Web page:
Heather Brown at Black Dragon Society, Los Angeles
May 26, 2008
Occupying both of Black Dragon Society’s galleries are a formidable dozen of recent paintings by Heather Brown. Composed of strong, crude strokes and basic geometric forms, Brown’s work revels in being rough hewn. Sometimes figurative and also mythological, the works appear classic—almost already known—but nevertheless relevant. Moving through historical idioms with care, the works extend these forms onto new ground. A bather, a balcony, a still life with flowers, hang interspersed by abstract and other strange and imaginative works. Many of Brown’s subjects riff off those that have given form to modernism, toying with painting’s history. By addressing the past so blithely, one might be quick to pass judgement, and given the technique of the works, it is easy to feel a bit nonplussed.
While Brown’s technique might be considered daft or unsophisticated, the canvasses are actually rigorously worked. Some will surely find the palette of mauve, mustard, pallid pink, and brown umber drab or downright ugly, but it is this awkward selection of hues that give the works their charming lack of grace. In each work, below each patch of color, is often the subtle hint of another—a technique that allows the work to oscillate in density. Gentle washes move into thicker pasty sections; wonky shapes and human figures are often outlined in thick smudgy strokes. An abstract work, like “Meet Me Here” (2008), reveals a practice that is as much felt as it is thought, as Brown’s confident and vibrant strokes are layered through a repetitious gesture. In “Bather” (2008), swaths of blue cover the canvas. A pale fleshy figure is pulled into being through a few simple strokes. Reclining, the bather wades in the mass. A single angular black stroke becomes an edge in the distance, separating the blue into sky and the pool’s still water. The gestures are casual and unyielding in their simplicity, surprising considering the work’s dramatic formal affect.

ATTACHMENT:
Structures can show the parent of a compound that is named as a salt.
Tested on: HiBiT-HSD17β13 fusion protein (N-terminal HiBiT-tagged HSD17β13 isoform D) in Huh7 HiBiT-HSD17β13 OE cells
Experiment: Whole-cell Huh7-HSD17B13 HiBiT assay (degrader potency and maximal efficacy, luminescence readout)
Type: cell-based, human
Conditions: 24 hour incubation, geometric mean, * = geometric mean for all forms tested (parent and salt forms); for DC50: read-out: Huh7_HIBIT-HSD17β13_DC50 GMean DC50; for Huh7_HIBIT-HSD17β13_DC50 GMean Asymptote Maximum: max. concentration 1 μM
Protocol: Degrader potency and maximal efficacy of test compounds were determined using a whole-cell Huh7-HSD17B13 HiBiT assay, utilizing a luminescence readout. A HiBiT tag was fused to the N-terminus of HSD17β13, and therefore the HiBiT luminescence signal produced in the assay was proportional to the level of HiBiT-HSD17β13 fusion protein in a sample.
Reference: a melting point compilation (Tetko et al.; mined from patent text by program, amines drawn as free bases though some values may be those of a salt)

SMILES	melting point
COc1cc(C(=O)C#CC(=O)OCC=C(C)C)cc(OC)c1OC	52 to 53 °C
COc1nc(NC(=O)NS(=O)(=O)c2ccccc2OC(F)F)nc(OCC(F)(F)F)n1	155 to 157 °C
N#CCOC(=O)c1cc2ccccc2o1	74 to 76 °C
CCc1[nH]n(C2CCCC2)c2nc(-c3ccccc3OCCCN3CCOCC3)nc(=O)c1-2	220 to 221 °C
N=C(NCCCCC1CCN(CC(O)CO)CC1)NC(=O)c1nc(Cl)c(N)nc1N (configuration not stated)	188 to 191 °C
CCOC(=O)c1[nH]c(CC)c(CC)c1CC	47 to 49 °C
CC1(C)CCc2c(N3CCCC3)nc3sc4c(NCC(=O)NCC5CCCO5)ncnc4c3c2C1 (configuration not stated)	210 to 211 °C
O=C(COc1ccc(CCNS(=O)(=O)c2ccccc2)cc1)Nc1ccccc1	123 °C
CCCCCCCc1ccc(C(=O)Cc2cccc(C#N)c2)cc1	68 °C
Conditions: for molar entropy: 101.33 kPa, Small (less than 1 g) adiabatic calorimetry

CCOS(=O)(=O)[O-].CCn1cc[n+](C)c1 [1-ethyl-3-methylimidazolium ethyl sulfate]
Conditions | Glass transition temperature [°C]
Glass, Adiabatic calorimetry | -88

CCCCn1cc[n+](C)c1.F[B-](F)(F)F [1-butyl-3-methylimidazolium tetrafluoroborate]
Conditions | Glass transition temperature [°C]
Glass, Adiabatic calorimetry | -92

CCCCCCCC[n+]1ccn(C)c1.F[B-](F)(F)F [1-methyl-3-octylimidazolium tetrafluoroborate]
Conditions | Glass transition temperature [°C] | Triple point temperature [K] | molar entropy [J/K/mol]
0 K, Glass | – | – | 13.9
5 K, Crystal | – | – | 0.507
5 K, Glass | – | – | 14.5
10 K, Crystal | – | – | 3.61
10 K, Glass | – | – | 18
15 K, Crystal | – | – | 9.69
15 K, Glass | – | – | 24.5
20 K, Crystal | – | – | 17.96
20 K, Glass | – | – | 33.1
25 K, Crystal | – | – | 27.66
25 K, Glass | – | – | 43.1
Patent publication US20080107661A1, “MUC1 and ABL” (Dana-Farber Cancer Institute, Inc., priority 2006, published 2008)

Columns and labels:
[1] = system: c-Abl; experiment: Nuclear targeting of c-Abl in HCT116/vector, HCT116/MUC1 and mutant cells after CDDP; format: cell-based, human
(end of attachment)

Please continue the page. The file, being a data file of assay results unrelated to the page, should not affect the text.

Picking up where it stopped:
The paintings’ unassuming success is a signal, showing the need to return to a metaphyical notion of form and representation. “Sacred Geometry” (2008), “Totem Witchery” (2007), and “Honor” (2007) all indicate a connection to a transformative sense of art. A set of outlined and partially filled forms fill the canvas to the edge in “Sacred Geometry”. Interlocking, they act as the ideal and energetic shapes used to structure numerous forms of ancient art and architecture. In Honor, concentric octagons and hexagons of varying colors are centered by two figures—outlined in radiant white—they are wrapped around each other in a coital embrace. The associations to ritual action and belief in the unrepresentable are found throughout the exhibition; the works resist being fully rationalized. Through the suite, a belief in the ritual practice of painting is told. As a painter, Brown knows the value of the surface and formalism; it is as an entryway that allows the metaphysics of painting to be visible.